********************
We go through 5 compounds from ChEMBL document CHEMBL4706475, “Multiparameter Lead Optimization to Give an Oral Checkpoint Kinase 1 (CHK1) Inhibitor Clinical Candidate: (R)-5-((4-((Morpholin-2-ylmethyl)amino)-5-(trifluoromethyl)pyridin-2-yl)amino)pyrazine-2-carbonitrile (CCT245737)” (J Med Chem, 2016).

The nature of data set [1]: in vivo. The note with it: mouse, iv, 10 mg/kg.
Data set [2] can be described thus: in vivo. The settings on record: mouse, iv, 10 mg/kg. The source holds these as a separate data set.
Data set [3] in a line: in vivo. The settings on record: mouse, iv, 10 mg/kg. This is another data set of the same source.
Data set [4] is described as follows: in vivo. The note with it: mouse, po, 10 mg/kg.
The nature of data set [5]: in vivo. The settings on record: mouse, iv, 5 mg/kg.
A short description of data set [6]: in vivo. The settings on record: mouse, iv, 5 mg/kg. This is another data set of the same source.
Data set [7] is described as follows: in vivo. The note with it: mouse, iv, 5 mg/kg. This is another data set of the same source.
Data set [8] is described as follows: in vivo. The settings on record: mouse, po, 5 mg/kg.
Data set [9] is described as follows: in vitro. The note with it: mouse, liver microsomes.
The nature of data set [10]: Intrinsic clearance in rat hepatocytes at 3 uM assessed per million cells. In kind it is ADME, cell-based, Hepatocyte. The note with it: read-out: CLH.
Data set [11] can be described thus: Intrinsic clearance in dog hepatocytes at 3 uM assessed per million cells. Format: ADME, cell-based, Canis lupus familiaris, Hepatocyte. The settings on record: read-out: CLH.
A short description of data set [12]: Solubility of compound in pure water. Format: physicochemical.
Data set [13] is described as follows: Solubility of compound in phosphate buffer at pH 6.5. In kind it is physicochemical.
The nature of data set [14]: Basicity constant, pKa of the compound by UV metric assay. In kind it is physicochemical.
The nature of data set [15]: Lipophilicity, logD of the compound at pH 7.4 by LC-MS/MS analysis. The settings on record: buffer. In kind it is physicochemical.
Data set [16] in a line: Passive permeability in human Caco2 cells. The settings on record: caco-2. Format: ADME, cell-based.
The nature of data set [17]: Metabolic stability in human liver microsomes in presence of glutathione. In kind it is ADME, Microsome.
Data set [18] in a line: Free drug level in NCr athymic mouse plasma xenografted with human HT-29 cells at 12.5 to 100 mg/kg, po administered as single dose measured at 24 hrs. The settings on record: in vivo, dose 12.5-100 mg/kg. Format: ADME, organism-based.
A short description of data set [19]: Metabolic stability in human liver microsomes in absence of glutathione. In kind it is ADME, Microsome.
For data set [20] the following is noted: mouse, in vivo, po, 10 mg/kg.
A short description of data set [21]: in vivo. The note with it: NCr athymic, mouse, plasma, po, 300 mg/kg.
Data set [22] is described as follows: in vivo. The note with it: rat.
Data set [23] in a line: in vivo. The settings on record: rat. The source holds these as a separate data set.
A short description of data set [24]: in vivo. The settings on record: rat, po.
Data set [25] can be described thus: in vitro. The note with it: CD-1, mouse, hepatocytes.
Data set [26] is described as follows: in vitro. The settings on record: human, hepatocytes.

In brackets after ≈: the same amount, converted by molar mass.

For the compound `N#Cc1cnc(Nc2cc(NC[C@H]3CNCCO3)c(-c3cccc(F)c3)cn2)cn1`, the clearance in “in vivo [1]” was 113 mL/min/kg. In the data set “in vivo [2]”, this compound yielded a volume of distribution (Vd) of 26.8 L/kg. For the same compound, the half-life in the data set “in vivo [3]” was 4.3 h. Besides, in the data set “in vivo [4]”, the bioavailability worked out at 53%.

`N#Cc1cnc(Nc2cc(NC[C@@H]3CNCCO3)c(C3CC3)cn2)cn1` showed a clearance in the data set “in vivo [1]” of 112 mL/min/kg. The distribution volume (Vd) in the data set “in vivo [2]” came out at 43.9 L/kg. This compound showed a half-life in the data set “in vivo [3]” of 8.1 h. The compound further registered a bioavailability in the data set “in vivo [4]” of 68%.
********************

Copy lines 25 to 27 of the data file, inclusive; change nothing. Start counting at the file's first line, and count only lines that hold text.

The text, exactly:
A short description of data set [24]: in vivo. The settings on record: rat, po.
Data set [25] can be described thus: in vitro. The note with it: CD-1, mouse, hepatocytes.
Data set [26] is described as follows: in vitro. The settings on record: human, hepatocytes.